Washington, DC—The Climate Reality Project will deliver over 42,000 citizen comments to the US Department of the Interior on July 28, urging it to end coal mining permanently on public lands. The effort comes as part of Climate Reality’s ongoing work to ensure the US fulfills its commitments to reducing greenhouse gas emissions under the Paris Agreement.
Along with securing thousands of comments attesting to Americans’ overwhelming support for climate action, Climate Reality organized Climate Reality Leader activists to testify at public hearings and participate in a day of action with events across the country calling for an end to coal mining on federal lands. The event came just days ahead of the agency’s July 28 public comment period deadline.
These efforts build on the extraordinary momentum created last year, when 195 countries promised to cut greenhouse gas emissions and fight climate change under the Paris Agreement. The historic agreement unites countries in working together to limit global temperature rise to “well below 2 degrees Celsius” (and make best efforts to limit global temperature rise to below 1.5 degrees).
“Putting an end to coal mining on public lands is a crucial step in the United States’ effort to lead by example when it comes to implementing and raising the ambition of the Paris Agreement,” said former US Vice President and Climate Reality Project Chairman Al Gore. “Climate Reality supporters spoke with one voice last December, urging global leaders to reach a bold, ambitious agreement in Paris. I’m proud that they are making their voices heard once again and demanding that the United States follows through on its commitment to the Paris Agreement by leaving dirty coal in the ground.”
Nearly 40 percent of US coal is extracted from federal lands. Since the beginning of President Obama’s administration, the Department of the Interior has leased enough coal-rich public lands to create 3.9 billion metric tons of carbon pollution – more than the 2011 emissions of India and Russia combined.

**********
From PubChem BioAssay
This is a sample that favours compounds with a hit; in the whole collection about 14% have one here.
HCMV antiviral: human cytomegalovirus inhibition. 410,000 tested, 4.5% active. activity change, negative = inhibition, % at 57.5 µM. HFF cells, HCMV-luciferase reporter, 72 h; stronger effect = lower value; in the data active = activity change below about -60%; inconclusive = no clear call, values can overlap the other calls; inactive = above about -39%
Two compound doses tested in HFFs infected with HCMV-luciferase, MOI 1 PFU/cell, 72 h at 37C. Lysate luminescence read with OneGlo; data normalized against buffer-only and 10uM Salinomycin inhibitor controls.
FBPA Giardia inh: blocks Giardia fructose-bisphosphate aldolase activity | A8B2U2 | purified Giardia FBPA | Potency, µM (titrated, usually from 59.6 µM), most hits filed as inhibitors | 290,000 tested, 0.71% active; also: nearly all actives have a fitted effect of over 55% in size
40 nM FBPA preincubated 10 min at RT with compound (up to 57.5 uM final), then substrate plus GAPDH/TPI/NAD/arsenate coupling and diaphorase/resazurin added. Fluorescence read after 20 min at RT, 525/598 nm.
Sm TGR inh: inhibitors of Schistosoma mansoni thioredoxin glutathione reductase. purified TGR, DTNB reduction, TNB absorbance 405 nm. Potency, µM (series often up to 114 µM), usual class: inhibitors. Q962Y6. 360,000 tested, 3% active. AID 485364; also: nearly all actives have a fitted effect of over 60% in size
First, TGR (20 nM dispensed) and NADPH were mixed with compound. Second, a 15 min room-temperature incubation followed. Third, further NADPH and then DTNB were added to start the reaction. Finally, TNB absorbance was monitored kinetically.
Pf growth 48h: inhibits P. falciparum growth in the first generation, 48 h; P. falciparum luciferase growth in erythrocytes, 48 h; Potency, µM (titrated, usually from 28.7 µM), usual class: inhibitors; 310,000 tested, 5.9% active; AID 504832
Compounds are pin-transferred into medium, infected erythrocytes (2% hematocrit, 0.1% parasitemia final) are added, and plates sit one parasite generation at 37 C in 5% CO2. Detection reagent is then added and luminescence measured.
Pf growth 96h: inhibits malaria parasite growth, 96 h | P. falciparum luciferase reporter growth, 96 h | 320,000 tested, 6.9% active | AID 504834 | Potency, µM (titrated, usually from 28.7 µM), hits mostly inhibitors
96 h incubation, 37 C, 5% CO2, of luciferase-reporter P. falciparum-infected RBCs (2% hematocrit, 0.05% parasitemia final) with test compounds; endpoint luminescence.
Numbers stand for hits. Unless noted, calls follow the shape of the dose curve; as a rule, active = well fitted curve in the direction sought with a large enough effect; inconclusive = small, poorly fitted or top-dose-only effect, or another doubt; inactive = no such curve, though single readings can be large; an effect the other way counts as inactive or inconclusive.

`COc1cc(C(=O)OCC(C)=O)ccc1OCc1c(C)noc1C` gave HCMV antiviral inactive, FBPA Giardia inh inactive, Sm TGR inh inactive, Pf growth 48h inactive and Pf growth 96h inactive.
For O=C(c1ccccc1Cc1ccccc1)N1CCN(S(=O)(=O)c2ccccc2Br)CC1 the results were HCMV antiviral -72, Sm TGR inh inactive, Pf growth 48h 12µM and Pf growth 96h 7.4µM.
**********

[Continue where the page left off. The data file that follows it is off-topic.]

With some regional management plans foreseeing future leases for enough coal to release nearly 17 billion more metric tons of CO2 over the next 15—20 years, it’s clear that the US will struggle to fulfill its international commitment without reforming or ending the leasing of federal lands for coal mining. By embracing increasingly ambitious initiatives to cut emissions – such as ending coal mining on public lands – the US can not only make good on its pledges in Paris but lead the international community in the global fight against climate change.
“The strongest voices in the fight to reduce the dangerous carbon emissions perpetuated by the coal industry are our own. As citizens of the United States, we have the responsibility to send a message to the world that we will protect the public lands we love and ensure a bright future for our children,” said Jill MacIntyre Witt, a Climate Reality Leader who organized a group of other Climate Reality Leaders to testify at a Department of the Interior hearing on coal leasing. This year, Jill also organized her hometown of Bellingham, Washington to protest and ultimately prevent the construction of a coal export terminal, which was to be the largest of its kind in North America.